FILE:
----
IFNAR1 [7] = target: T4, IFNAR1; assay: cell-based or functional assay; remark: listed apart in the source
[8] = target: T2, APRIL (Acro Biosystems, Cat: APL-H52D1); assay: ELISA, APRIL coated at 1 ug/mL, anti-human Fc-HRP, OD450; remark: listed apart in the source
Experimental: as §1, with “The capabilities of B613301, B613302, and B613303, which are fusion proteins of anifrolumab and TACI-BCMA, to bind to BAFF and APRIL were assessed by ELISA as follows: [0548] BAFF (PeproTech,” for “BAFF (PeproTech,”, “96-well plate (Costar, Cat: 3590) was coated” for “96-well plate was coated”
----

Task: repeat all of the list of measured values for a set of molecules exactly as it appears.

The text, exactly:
IFNAR1 [7] = target: T4, IFNAR1; assay: cell-based or functional assay; remark: listed apart in the source
[8] = target: T2, APRIL (Acro Biosystems, Cat: APL-H52D1); assay: ELISA, APRIL coated at 1 ug/mL, anti-human Fc-HRP, OD450; remark: listed apart in the source
Experimental: as §1, with “The capabilities of B613301, B613302, and B613303, which are fusion proteins of anifrolumab and TACI-BCMA, to bind to BAFF and APRIL were assessed by ELISA as follows: [0548] BAFF (PeproTech,” for “BAFF (PeproTech,”, “96-well plate (Costar, Cat: 3590) was coated” for “96-well plate was coated”